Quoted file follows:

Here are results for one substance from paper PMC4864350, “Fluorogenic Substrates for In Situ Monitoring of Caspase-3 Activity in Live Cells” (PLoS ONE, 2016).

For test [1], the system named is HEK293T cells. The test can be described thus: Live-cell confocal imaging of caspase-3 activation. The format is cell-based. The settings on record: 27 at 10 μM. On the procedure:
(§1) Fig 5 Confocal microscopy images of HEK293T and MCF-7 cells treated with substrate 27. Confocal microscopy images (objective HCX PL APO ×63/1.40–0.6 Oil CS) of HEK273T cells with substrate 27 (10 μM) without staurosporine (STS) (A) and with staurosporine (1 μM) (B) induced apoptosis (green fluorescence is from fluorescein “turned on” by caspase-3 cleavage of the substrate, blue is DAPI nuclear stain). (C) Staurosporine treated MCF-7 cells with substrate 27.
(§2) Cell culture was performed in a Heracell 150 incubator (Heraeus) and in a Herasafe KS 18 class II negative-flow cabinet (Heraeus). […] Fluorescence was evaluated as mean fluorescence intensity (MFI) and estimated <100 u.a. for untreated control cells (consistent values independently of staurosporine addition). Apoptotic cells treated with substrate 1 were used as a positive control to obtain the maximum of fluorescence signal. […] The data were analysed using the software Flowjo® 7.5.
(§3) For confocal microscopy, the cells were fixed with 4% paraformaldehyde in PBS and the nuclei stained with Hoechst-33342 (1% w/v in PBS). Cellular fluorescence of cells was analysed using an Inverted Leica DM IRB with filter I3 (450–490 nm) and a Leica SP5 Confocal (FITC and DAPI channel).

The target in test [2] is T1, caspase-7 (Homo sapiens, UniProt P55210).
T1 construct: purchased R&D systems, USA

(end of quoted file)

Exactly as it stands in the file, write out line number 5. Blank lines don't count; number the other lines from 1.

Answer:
(§3) For confocal microscopy, the cells were fixed with 4% paraformaldehyde in PBS and the nuclei stained with Hoechst-33342 (1% w/v in PBS). Cellular fluorescence of cells was analysed using an Inverted Leica DM IRB with filter I3 (450–490 nm) and a Leica SP5 Confocal (FITC and DAPI channel).